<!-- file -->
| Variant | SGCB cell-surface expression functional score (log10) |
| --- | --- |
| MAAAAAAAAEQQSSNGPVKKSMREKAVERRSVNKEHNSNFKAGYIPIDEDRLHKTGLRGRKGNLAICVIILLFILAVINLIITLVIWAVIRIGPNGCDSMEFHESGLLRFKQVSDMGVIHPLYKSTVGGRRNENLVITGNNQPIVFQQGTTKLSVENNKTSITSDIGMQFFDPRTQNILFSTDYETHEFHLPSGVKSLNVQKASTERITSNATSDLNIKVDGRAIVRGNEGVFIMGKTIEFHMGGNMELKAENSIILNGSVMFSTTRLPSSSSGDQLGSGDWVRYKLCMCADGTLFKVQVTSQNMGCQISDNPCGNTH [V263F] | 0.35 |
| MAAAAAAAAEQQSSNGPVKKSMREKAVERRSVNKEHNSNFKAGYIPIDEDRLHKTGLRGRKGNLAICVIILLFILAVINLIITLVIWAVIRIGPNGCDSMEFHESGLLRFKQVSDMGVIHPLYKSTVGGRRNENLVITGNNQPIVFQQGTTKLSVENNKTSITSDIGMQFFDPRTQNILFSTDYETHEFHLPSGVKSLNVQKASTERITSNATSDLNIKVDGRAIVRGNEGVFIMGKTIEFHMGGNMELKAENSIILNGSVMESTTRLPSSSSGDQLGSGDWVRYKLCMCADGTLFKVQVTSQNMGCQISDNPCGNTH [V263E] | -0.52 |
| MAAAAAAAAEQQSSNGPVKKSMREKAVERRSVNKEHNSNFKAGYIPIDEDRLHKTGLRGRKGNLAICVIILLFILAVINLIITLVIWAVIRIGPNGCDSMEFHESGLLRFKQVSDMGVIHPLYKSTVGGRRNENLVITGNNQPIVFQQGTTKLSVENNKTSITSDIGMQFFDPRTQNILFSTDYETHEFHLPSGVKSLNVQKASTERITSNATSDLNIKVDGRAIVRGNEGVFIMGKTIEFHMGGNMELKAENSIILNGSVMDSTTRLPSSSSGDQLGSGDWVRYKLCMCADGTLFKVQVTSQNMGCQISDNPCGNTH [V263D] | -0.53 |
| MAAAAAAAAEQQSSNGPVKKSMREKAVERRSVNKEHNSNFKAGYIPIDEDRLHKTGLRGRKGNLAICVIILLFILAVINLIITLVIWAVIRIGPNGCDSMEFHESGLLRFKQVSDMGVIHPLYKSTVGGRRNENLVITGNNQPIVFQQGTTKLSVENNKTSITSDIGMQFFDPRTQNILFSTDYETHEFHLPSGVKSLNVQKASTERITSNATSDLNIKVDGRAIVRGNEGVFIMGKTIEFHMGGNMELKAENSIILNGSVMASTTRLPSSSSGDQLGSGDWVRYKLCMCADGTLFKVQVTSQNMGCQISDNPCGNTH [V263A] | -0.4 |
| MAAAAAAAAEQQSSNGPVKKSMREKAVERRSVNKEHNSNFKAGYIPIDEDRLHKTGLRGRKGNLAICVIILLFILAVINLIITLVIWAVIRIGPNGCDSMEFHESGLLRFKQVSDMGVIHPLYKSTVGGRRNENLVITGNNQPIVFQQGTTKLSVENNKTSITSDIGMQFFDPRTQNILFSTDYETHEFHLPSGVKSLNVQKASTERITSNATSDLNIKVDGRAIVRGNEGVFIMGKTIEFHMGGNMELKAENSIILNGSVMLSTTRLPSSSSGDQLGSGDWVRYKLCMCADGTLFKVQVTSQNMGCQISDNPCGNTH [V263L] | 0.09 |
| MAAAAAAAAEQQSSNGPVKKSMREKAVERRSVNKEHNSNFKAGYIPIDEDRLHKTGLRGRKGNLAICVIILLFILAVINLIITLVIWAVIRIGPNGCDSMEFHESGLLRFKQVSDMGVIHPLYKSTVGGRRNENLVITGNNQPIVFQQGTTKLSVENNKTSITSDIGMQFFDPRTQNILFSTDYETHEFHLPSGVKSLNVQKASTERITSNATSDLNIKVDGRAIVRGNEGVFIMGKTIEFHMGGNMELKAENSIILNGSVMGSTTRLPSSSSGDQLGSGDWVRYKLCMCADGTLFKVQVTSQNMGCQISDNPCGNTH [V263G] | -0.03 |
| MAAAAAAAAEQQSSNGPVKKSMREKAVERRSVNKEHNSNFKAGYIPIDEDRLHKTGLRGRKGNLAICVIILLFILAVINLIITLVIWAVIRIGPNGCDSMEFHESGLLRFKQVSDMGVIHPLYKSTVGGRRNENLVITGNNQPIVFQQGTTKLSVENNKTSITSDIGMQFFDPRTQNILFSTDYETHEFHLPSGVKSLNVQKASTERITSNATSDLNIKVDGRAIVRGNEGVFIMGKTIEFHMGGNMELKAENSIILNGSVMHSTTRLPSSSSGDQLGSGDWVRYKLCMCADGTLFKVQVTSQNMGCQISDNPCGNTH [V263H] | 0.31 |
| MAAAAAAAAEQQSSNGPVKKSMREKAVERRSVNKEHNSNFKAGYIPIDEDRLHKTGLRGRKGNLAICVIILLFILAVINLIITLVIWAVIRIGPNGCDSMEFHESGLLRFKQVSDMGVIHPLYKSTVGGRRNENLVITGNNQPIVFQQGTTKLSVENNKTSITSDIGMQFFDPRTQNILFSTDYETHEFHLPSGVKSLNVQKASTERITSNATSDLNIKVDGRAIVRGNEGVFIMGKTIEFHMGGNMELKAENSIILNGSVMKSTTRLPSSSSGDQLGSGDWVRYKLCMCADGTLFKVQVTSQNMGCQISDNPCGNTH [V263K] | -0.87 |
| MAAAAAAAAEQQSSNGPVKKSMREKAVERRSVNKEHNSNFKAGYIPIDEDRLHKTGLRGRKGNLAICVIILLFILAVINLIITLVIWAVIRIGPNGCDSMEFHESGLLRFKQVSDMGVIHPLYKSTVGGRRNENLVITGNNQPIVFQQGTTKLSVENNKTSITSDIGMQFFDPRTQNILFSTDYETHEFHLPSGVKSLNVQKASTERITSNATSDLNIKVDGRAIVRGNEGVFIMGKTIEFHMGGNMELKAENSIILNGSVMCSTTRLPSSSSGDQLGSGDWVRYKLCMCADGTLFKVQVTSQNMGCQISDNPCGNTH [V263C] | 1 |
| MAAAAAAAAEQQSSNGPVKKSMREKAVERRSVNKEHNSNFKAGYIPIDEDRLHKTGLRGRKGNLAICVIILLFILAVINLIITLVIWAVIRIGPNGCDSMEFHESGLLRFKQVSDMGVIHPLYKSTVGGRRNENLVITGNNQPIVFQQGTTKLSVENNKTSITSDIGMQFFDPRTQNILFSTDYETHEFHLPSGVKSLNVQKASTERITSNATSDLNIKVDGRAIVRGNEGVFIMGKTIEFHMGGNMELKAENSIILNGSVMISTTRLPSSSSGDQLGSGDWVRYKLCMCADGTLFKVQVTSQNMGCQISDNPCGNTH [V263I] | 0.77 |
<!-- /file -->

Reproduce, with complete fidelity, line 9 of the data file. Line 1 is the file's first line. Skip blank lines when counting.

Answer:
| MAAAAAAAAEQQSSNGPVKKSMREKAVERRSVNKEHNSNFKAGYIPIDEDRLHKTGLRGRKGNLAICVIILLFILAVINLIITLVIWAVIRIGPNGCDSMEFHESGLLRFKQVSDMGVIHPLYKSTVGGRRNENLVITGNNQPIVFQQGTTKLSVENNKTSITSDIGMQFFDPRTQNILFSTDYETHEFHLPSGVKSLNVQKASTERITSNATSDLNIKVDGRAIVRGNEGVFIMGKTIEFHMGGNMELKAENSIILNGSVMHSTTRLPSSSSGDQLGSGDWVRYKLCMCADGTLFKVQVTSQNMGCQISDNPCGNTH [V263H] | 0.31 |